Let's start making a basic distinction: there are natural sugars and chemical sweeteners.
Many of the sweeteners found in packaged foods are synthetic, others such as fructose and lactose are common and natural substances, and occur naturally in some foods.
Two "classes" of substances with sweetening properties therefore: natural sweeteners and artificial sweeteners.
I artificial sweeteners they do not exist in nature but are produced in the laboratory. Of course, they have the advantage of having very few calories compared to common sugar (beet or cane), and a small amount is enough to sweeten foods a lot.
Yet, they can give undesirable effects such as headache, nausea, vomiting, abdominal pain, and even more serious undesirable effects, so much so that there are maximum doses beyond which it is always good not to take them ... but between drinks, industrial sweets , candies and chewing-gum it is easy to reach the "thresholds of attention"!
Il cyclamate, just to give an example, (used in syrups for diabetics, but not only) is suspected of being carcinogenic so much so that in the USA it is prohibited.
Another sweetener of dubious goodness is aspartame, widely used in drinks and "light" foods, candies, chewing gum. This too, like acesulfame (the heat-resistant "cousin"), has long been suspected of being a carcinogen! Yet the food industry uses it abnormally.
The only sweetener whose safety seems to have been guaranteed so far (until proven otherwise!) Is sucralose, widely used in long-life products.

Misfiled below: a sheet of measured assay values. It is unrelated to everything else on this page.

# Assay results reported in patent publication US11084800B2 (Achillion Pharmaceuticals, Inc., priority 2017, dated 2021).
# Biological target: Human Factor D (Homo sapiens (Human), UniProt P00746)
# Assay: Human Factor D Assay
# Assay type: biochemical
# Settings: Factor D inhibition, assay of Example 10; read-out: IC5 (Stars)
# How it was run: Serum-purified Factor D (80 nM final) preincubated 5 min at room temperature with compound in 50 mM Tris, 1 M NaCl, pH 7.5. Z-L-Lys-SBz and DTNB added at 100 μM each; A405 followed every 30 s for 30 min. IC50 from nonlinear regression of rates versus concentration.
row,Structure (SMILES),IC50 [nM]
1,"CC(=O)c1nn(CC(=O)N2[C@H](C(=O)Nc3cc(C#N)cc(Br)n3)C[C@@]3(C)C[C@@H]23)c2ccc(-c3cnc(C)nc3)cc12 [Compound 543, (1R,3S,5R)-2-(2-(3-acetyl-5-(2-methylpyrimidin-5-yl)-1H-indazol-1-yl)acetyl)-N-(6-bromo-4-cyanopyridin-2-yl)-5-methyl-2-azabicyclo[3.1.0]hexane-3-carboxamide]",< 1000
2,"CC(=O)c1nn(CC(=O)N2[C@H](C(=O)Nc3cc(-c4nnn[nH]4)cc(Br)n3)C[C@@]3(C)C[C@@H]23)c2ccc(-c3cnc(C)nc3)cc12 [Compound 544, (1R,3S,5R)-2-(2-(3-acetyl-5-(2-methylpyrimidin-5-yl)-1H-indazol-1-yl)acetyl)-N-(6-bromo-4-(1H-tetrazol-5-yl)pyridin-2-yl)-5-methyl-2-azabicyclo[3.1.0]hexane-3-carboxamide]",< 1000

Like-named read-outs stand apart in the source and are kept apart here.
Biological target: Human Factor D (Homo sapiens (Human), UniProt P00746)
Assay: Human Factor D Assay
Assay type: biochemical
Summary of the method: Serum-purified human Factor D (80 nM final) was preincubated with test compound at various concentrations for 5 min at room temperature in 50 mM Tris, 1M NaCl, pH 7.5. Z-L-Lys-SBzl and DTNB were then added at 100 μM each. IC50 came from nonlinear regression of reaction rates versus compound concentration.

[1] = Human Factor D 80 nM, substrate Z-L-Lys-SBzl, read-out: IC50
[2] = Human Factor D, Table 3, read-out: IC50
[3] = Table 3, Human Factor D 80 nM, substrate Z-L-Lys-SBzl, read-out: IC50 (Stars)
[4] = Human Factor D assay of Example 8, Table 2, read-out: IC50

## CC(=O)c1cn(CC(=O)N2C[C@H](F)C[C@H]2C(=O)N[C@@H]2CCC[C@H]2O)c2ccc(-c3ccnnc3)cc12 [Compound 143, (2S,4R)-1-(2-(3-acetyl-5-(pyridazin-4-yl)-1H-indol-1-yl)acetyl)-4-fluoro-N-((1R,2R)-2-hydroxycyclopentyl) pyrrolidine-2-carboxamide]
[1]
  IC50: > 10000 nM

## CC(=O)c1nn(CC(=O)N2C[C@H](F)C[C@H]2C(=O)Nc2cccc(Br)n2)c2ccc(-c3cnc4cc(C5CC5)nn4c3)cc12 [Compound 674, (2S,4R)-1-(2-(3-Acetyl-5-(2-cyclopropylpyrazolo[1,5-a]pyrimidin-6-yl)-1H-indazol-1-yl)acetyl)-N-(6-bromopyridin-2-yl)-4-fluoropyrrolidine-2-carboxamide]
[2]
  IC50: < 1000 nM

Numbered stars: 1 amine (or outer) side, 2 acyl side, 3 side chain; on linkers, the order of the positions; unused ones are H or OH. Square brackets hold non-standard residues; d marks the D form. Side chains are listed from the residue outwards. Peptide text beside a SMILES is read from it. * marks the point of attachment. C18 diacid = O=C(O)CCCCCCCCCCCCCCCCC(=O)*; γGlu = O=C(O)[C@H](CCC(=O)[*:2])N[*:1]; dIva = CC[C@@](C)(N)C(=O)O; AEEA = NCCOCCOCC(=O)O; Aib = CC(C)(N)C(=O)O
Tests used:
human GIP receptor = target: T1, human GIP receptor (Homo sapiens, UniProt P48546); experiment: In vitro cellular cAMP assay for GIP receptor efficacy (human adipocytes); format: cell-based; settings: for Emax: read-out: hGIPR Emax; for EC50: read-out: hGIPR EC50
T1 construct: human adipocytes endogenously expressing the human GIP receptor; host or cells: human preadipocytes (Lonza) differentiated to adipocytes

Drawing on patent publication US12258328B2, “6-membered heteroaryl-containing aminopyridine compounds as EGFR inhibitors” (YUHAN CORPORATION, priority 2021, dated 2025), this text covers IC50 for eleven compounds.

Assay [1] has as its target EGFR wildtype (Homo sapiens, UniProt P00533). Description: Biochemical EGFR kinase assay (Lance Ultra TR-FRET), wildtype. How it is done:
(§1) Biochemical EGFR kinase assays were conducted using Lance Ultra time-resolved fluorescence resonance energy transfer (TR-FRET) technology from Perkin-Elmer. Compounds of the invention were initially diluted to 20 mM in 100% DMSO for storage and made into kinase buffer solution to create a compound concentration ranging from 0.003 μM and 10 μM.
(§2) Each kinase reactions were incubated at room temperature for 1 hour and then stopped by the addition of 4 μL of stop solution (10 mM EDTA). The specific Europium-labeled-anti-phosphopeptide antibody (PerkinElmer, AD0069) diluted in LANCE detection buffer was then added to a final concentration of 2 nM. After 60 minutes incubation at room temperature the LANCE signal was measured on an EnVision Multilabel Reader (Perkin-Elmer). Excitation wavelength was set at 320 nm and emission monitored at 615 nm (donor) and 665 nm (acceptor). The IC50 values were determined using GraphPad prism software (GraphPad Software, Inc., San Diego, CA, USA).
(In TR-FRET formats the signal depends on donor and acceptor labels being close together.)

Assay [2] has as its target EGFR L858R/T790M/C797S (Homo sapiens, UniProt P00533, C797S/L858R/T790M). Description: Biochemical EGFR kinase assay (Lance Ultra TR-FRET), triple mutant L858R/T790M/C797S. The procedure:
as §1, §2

Here are 3 sugar-free dessert recipes
Sure they will contain more calories, yet natural sweeteners are by far a more natural and healthy choice: they are found naturally in fruit and vegetables, or are obtained from beet or sugar cane (with more or less refining processes): this is the case of sucrose, the common sugar used in cooking, which we obviously prefer as less refined as possible.
The fructose instead it is found in most sugary fruits, honey and various vegetables. It is very caloric and its intake as a sweetener in large doses in the long term can lead to obesity.
Then there is the sorbitol, mannitol, xylitol family: all very refreshing and used in candies and chewing-gum; of course, they are natural, but taking in large quantities can cause flatulence, stomach ache and dysentery.
In short, on balance there is no doubt that natural sweeteners are preferable to artificial ones, but the advice is: "use in moderation"!
Here are other natural sweeteners:
> Stevia, its properties and how to grow it
> Palm sugar: properties, use and where to buy it
> Properties, calories and use of maple syrup
| Steven Snodgrass, Flickr